Ten years of challenge : the impact of the external environment on charity fundraising and marketing 1989-1999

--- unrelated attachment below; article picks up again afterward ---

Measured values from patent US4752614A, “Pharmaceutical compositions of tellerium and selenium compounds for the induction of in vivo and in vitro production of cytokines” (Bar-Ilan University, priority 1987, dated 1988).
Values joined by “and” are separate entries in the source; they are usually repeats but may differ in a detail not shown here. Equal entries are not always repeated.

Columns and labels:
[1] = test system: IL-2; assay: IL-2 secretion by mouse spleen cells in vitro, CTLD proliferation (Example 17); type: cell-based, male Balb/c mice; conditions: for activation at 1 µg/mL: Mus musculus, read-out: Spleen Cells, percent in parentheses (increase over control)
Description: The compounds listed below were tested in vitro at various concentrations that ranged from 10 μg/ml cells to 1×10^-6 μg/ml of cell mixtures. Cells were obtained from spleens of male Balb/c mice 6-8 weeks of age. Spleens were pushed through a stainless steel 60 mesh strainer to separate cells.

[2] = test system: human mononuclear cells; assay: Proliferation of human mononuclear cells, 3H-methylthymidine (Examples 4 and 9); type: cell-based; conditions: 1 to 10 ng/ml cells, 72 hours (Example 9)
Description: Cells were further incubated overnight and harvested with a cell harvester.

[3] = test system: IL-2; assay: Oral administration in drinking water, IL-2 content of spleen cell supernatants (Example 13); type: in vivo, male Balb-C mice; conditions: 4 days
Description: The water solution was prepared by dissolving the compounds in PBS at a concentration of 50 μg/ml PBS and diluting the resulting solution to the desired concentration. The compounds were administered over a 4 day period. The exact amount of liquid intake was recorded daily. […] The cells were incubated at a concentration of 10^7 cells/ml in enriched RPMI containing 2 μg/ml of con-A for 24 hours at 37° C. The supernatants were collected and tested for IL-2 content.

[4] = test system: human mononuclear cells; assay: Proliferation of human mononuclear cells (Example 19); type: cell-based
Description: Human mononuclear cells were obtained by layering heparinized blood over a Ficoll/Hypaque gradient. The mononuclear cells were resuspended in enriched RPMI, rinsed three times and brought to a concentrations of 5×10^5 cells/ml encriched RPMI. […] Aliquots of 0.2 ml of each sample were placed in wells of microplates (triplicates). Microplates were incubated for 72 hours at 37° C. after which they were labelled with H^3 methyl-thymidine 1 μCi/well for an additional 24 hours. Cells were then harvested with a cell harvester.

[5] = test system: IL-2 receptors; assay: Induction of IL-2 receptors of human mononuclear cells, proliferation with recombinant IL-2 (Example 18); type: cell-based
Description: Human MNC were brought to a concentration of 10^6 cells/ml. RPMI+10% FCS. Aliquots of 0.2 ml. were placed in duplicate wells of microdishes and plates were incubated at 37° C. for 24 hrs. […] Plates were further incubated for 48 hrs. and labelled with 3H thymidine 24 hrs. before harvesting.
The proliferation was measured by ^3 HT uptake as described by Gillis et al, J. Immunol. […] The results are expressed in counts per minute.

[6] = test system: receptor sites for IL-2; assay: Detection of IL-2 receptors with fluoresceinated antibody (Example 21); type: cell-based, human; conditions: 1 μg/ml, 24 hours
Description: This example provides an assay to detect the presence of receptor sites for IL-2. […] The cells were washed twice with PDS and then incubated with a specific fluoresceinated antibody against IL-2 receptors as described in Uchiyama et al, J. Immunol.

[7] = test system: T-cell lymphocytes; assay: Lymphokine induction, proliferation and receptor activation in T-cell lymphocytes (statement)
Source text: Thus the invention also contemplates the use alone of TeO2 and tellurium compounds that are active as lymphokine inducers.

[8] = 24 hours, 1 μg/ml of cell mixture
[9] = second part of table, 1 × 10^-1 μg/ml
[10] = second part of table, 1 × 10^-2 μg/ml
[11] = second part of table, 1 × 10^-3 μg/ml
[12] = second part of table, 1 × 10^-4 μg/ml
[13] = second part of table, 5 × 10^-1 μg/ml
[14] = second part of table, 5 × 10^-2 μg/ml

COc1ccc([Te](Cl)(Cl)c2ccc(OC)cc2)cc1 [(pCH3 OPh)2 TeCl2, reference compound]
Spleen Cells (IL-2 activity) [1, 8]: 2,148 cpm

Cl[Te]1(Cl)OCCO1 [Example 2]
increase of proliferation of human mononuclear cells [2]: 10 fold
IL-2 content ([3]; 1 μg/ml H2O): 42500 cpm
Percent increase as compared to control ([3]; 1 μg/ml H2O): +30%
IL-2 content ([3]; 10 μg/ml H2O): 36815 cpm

Change happens constantly, but sometimes several factors coincide, becoming a catalyst for major change. At the beginning of the 1990s there were indications that this was the case for fundraisers. This research begins by going behind the headlines to examine the external environment between 1989 and 1994 and its impact on voluntary fundraising. The research uses a qualitative approach and a grounded theory methodology to examine the changing environment as experienced by 30 heads of fundraising from charities of all sizes. Was the external environment making fundraising more difficult? If so, how were fundraisers responding, what strategies and structures were they adopting? Did it include marketing? From the research one expectation, that charities with large voluntary incomes would have replica fundraising departments, was found not to be the case. Further investigation showed that there was a life cycle for fundraising which was not necessarily in step with the charity as a whole. This discovery through the grounded theory approach led to the five-stages of fundraising, a framework for the development of charity fundraising. The framework identified a number of variables and criteria but also used organisation culture theory to contextualise fundraisers' comments. The framework helped to make sense of some charities' unexpected responses to the questions. Writing up was finished in 1999. A short longitudinal study was then added to compare the impact of the external environment in the second half of the 1990s with that of the first half. The longitudinal study also enabled further testing of the five stages theory to assess its ongoing validity and wider relevance to the sector. Therefore, this research comprises three elements: the original study, the five stages framework and the longitudinal study. It explores the full impact of external changes on fundraising and how fundraisers have responded through the decade.